something from the past

 written some time ago by "no-one"  You all remember "no-One" is NOT me, right? She's funnier.

Cooking With No-One: Vegetable Curry  

A few weeks ago I was watching a movie called Nina's Heavenly Delights and it inspired me to try making my own curry, without using any store bought curry pastes, or curry powders. It turned out really well, so I made it again, and this time I took pictures. **

First I pre-cut a mountain of vegetables. I used potato, sweet potato, carrot, cauliflower and green beans. Of course, these can be swapped out for other veggies depending on personal taste. (I've heard there's some degenerates out there that actually like to have peas in their curry. Horrifying, I know.)

Cut up 2 onions. Then go and sit somewhere else for a while, cursing the fact that scientists keep developing new treatments for erectile dysfunction, but haven't yet genetically engineered an onion that won't make my eyeballs feel raw. Damn onions.

Once the onion-induced tears stopped streaming, I started making my home-made curry paste. I began with an entire small jar of minced garlic. Woolworths brand, nothing fancy.

Add a big dollop of minced chilli.

A smaller dollop of minced ginger.

A bunch of chili powder.

Some ground cumin.

Garam Masala.

And finally a bunch of tumeric, (apologies for not having actual amounts here. When I cook with spices, I generally just keep adding stuff until it smells the way I think it should. It's worked for me so far.)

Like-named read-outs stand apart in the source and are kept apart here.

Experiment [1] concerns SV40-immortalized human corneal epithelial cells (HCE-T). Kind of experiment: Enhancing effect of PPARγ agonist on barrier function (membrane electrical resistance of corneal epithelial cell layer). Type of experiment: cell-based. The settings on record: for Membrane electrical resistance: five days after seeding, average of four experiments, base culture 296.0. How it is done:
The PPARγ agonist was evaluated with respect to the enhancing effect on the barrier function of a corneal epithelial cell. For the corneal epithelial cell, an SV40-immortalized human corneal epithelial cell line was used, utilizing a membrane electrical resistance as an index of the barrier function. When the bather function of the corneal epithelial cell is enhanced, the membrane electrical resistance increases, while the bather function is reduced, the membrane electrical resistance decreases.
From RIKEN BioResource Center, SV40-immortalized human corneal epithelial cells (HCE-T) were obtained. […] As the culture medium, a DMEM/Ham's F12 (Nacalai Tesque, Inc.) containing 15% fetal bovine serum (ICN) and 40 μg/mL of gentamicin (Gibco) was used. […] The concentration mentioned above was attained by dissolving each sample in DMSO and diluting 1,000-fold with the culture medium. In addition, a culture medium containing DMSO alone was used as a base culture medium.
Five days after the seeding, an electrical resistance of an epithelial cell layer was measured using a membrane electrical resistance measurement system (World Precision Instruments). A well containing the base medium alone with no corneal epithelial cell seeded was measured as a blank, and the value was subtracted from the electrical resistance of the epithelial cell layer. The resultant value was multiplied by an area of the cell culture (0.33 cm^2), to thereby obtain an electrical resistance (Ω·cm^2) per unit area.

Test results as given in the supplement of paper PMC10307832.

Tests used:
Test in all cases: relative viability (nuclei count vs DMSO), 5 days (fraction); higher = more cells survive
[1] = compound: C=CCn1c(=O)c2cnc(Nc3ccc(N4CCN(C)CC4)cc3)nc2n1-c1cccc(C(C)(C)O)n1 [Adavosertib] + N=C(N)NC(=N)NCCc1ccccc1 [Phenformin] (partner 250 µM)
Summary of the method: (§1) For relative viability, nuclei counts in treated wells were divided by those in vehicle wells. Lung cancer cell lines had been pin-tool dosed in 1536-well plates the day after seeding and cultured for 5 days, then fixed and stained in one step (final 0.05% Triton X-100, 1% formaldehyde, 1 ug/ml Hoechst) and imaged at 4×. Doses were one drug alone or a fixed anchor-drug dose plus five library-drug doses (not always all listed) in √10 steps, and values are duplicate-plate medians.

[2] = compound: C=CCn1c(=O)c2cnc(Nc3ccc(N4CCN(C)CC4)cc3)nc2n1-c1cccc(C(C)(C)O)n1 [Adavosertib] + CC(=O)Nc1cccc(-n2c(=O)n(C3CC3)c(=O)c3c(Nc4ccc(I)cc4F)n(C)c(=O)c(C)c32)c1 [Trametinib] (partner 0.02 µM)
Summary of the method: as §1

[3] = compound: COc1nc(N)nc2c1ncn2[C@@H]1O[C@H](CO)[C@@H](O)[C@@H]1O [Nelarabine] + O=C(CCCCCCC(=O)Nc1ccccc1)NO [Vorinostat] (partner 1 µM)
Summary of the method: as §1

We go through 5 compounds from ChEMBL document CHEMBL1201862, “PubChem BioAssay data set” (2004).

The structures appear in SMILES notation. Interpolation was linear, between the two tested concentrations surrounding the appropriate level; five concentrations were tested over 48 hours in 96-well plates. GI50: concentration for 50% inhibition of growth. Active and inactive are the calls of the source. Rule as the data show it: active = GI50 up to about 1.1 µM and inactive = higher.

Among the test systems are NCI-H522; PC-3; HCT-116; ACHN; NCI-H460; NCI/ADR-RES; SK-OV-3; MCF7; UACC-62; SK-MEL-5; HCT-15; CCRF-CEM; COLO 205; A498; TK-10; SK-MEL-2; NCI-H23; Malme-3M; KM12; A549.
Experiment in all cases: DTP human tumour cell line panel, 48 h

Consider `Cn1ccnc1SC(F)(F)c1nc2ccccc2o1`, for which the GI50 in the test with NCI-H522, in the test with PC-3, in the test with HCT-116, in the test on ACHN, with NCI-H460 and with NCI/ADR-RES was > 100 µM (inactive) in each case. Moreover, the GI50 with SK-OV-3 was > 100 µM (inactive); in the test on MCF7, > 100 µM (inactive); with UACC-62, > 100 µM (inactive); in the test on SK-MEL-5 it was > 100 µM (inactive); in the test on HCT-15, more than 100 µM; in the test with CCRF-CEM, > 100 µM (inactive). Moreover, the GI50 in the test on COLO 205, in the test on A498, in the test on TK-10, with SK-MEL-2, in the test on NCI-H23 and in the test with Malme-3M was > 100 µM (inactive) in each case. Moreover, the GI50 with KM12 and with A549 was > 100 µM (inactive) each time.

Mix thoroughly until you get a fairly unappetizing looking paste, that smells great.

Heat oil in a large pot. Add paste to hot oil and stir around for a while releasing all the flavours.

Throw in the onion. mix through paste and saute for a few minutes, stirring all the while.

Add the mountain of vegetables.

Mix them around until they are completely coated in curry paste. 

Add two cans of diced tomatoes. I like the diced Italian with basil, garlic and onion. I use it every time I have something that requires diced tomatoes. (Unless I'm using fresh ones.)

Mix well. It was at this point I remembered that last time I used my much larger stockpot, and had to swap everything from the pot I was using to the stockpot, as I was having trouble stirring and there wasn't going to be room for the yoghurt.

Add a large container of natural yoghurt. If you want to go vegan, or know someone who's vegan, you can use some kind of soy yoghurt or whatever vegans might use as a yoghurt substitute. I'm a firm believer in the magical powers of bacon, so I'm not sure what that substitute may be.

More mixing. I also added coriander, but I forgot to take a photo. Oops.

Simmer over a low heat for several hours, stirring occasionally so you don't end up with gross burned bits on the bottom of the pot. They're a bitch to clean off later. 

Served with Roti bread. Yum.


** There are no pictures, they were on her blog and all I found was this paper copy of the recipe.

Comments

  1. It does sound good - and she cooks the way I do. Keep adding things until it looks/smells right. I like the touches of humour through the recipe too. Not a curry for you I suppose with all that chili, but I would like it a lot. I would skip the coriander though. Bleah. I can cope with the seeds but not the leaf.

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    Replies
    1. Elephant's Child; I don't like coriander either and I would skip the chili, but maybe then it just wouldn't be right somehow. I'll never make this anyway, I so rarely eat even a mild curry because it flares the rosacea. I like he humour, she speaks the same way.

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  2. Sounds good. They must sell it at a store somewhere.

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    Replies